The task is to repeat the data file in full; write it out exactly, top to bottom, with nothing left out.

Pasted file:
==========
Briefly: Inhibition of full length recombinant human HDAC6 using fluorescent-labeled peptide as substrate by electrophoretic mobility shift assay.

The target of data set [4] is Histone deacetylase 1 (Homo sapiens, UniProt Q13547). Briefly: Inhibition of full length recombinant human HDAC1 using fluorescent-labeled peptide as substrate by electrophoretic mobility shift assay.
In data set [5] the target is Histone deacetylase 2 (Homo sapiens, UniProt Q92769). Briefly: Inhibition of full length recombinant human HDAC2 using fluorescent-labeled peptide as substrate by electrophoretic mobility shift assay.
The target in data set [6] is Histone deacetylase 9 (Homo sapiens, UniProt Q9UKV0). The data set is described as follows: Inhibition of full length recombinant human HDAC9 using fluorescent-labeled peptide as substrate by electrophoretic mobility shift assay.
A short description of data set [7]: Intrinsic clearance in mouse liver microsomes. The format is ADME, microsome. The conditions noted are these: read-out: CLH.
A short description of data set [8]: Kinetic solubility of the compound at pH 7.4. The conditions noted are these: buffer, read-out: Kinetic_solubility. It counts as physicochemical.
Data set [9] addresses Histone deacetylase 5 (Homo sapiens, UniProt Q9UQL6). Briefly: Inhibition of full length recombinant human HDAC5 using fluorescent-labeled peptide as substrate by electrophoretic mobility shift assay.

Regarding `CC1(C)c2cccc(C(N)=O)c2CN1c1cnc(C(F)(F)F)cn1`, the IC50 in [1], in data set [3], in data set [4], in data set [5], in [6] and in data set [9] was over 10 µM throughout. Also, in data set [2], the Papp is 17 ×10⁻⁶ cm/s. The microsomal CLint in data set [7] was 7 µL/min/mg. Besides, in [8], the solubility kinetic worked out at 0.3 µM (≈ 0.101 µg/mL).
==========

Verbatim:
Briefly: Inhibition of full length recombinant human HDAC6 using fluorescent-labeled peptide as substrate by electrophoretic mobility shift assay.

The target of data set [4] is Histone deacetylase 1 (Homo sapiens, UniProt Q13547). Briefly: Inhibition of full length recombinant human HDAC1 using fluorescent-labeled peptide as substrate by electrophoretic mobility shift assay.
In data set [5] the target is Histone deacetylase 2 (Homo sapiens, UniProt Q92769). Briefly: Inhibition of full length recombinant human HDAC2 using fluorescent-labeled peptide as substrate by electrophoretic mobility shift assay.
The target in data set [6] is Histone deacetylase 9 (Homo sapiens, UniProt Q9UKV0). The data set is described as follows: Inhibition of full length recombinant human HDAC9 using fluorescent-labeled peptide as substrate by electrophoretic mobility shift assay.
A short description of data set [7]: Intrinsic clearance in mouse liver microsomes. The format is ADME, microsome. The conditions noted are these: read-out: CLH.
A short description of data set [8]: Kinetic solubility of the compound at pH 7.4. The conditions noted are these: buffer, read-out: Kinetic_solubility. It counts as physicochemical.
Data set [9] addresses Histone deacetylase 5 (Homo sapiens, UniProt Q9UQL6). Briefly: Inhibition of full length recombinant human HDAC5 using fluorescent-labeled peptide as substrate by electrophoretic mobility shift assay.

Regarding `CC1(C)c2cccc(C(N)=O)c2CN1c1cnc(C(F)(F)F)cn1`, the IC50 in [1], in data set [3], in data set [4], in data set [5], in [6] and in data set [9] was over 10 µM throughout. Also, in data set [2], the Papp is 17 ×10⁻⁶ cm/s. The microsomal CLint in data set [7] was 7 µL/min/mg. Besides, in [8], the solubility kinetic worked out at 0.3 µM (≈ 0.101 µg/mL).